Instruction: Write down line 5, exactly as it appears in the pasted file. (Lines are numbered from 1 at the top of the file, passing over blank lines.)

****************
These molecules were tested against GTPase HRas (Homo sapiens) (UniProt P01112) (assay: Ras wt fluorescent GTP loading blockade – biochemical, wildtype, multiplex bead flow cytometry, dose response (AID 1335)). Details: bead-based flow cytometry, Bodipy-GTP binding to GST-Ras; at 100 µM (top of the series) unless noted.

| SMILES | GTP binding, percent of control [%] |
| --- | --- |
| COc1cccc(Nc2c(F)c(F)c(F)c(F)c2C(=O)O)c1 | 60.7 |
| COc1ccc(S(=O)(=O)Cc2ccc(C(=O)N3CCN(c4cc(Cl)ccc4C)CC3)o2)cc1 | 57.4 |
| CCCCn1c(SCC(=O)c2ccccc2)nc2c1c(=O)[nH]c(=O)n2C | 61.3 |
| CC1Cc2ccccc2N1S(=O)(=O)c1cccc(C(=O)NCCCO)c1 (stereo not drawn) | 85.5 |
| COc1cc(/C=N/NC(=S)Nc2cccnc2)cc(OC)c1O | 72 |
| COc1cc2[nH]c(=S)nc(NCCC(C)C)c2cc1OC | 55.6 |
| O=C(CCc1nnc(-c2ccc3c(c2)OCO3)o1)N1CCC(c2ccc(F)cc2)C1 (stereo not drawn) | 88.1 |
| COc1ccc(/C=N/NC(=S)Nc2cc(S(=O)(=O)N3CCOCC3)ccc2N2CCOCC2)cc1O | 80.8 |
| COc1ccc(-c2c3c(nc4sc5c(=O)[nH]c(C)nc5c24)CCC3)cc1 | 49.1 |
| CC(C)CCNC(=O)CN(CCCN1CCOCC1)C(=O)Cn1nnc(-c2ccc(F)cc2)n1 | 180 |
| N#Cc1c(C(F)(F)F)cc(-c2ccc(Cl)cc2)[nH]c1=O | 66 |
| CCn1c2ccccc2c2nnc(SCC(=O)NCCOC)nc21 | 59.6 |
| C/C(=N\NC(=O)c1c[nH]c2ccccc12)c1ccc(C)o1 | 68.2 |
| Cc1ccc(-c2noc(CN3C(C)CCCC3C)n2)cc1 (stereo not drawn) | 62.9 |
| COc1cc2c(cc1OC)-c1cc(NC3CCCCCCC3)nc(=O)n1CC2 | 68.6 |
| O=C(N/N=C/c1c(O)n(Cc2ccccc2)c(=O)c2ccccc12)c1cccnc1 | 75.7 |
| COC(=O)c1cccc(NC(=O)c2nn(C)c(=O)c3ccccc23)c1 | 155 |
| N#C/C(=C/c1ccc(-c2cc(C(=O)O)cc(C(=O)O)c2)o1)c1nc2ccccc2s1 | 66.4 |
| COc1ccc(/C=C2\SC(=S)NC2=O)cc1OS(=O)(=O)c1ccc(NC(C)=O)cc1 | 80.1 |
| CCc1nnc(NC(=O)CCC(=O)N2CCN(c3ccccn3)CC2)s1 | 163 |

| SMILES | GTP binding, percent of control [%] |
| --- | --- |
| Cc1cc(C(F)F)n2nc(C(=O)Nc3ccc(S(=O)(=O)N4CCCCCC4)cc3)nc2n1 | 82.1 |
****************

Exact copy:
| COc1ccc(S(=O)(=O)Cc2ccc(C(=O)N3CCN(c4cc(Cl)ccc4C)CC3)o2)cc1 | 57.4 |